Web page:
The Department of Health and Human Services (HHS) will hold off on enforcing a "conscience" rule that would allow health care professionals to deny treatment to individuals that they felt violated their moral or religious beliefs, giving the Trump administration more time to deal with pending lawsuits against the policy.
The policy was set to take effect on July 22 but HHS announced Saturday that it would day it for the next four months as a court in California reaches a decision in a lawsuit filed by Democratic Attorney General of California Xavier Becerra and the city of San Francisco.
Proponents of the "conscience" rule, which is already protected by about 25 existing federal laws but is not enforced across the country, say that physicians, pharmacists, nurses, teachers, students and faith-based charities should not be mandated to perform abortions, sterilizations and other medical procedures that they feel violate their religion.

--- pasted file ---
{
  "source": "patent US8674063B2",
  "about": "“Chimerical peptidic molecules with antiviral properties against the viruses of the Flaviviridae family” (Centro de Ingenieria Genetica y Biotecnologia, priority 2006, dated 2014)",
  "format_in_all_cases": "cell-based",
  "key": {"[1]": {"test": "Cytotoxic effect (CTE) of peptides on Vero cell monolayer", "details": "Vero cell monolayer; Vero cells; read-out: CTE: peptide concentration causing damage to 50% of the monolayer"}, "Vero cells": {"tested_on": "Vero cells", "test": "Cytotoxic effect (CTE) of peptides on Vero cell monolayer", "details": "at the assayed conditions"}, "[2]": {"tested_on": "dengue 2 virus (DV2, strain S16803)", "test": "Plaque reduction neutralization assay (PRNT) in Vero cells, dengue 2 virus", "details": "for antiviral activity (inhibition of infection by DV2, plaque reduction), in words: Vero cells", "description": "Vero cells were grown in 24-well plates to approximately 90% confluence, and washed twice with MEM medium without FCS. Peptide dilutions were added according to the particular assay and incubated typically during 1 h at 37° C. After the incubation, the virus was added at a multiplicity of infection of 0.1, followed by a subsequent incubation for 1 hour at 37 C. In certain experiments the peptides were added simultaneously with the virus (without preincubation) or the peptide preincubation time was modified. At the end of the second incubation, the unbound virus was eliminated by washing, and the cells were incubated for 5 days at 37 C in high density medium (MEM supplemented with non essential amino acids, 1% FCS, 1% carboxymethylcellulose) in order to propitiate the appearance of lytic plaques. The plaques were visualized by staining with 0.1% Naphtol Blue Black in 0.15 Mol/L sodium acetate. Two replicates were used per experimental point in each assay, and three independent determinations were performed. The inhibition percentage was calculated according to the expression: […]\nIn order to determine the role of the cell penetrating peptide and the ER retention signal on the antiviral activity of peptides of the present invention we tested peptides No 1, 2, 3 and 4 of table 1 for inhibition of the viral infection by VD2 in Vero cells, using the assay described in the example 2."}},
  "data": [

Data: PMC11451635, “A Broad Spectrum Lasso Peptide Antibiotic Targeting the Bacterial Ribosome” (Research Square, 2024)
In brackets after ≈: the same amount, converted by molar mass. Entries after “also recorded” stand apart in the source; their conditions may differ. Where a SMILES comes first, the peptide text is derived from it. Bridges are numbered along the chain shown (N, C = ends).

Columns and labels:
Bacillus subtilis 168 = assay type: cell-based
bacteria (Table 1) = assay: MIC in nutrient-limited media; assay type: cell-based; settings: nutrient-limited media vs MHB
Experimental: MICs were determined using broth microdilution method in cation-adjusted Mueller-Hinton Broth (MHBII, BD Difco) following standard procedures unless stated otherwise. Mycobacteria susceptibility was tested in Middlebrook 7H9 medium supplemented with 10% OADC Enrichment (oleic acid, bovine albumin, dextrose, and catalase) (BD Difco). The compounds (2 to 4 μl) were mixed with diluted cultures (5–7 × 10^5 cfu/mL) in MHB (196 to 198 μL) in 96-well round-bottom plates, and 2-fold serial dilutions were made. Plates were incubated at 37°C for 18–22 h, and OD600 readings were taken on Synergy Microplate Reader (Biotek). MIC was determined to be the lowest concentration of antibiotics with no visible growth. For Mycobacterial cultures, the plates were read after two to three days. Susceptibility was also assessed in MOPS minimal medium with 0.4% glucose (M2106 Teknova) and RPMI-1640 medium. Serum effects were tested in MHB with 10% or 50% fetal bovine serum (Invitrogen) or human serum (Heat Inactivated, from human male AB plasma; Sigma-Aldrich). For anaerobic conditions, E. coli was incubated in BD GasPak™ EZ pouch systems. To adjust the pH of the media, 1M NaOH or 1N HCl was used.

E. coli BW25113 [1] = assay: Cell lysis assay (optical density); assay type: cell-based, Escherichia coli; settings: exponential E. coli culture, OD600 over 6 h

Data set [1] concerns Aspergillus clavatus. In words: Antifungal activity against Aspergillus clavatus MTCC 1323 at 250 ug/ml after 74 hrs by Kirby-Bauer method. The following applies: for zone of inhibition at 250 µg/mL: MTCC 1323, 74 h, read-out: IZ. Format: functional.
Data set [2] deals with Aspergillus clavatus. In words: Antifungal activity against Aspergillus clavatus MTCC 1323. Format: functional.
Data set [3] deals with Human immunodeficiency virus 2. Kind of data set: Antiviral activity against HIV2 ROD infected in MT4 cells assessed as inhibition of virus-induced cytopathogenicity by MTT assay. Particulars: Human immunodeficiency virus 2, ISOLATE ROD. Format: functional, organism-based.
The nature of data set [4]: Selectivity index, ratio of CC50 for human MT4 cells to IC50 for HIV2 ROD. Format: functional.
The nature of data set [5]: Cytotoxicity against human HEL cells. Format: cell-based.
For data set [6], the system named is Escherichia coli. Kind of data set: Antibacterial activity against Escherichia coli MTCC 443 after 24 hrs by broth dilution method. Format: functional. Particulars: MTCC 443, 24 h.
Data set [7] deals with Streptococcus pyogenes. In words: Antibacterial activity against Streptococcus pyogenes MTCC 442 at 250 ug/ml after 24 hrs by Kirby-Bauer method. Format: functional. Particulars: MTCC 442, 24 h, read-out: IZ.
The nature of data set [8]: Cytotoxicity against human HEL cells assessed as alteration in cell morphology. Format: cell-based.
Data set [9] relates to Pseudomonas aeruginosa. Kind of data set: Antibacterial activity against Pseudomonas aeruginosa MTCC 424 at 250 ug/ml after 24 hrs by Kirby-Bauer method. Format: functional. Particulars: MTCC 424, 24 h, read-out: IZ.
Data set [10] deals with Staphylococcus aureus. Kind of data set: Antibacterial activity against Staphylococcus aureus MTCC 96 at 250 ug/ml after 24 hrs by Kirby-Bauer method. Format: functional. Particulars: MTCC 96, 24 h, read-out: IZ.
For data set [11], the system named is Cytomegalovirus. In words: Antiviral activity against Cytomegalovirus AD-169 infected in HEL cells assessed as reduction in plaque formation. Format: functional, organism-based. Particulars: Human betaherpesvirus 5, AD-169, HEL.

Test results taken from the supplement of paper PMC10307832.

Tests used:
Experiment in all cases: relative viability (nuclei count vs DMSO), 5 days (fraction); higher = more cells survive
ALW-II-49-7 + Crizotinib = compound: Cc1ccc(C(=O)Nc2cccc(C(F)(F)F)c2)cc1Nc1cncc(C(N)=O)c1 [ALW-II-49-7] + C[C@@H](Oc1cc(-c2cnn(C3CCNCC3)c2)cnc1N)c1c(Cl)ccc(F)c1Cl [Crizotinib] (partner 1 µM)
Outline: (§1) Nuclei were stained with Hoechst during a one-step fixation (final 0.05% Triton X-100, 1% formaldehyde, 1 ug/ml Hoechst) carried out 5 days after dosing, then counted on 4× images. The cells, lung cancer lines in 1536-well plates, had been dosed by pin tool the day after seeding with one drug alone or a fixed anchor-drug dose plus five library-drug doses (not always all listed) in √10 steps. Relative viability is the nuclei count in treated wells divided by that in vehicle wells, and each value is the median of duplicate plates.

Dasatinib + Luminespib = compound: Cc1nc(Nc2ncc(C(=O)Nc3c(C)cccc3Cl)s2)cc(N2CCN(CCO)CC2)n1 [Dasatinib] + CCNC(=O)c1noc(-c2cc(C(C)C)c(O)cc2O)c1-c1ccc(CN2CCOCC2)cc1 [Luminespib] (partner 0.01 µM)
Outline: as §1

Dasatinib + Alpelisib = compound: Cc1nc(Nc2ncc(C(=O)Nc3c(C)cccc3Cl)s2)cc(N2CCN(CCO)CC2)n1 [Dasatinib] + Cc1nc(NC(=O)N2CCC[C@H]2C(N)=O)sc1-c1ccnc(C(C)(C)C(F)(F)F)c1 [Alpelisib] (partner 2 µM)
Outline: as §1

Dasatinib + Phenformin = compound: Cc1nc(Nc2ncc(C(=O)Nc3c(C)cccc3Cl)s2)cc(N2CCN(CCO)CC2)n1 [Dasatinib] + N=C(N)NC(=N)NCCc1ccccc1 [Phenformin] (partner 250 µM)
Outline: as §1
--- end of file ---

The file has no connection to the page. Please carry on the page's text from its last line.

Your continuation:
Democratic lawmakers, as well as a coalition of civil rights groups, have filed separate lawsuits against the administration fighting against the rule that they feel will strip women and homosexuals access to health care procedures.
“The federal government is giving health care providers free license to openly discriminate and refuse care to patients – a gross misinterpretation of religious freedom that will have devastating consequences on communities throughout the country,” New York Attorney General Letitia James (D) said in a statement supporting one lawsuit.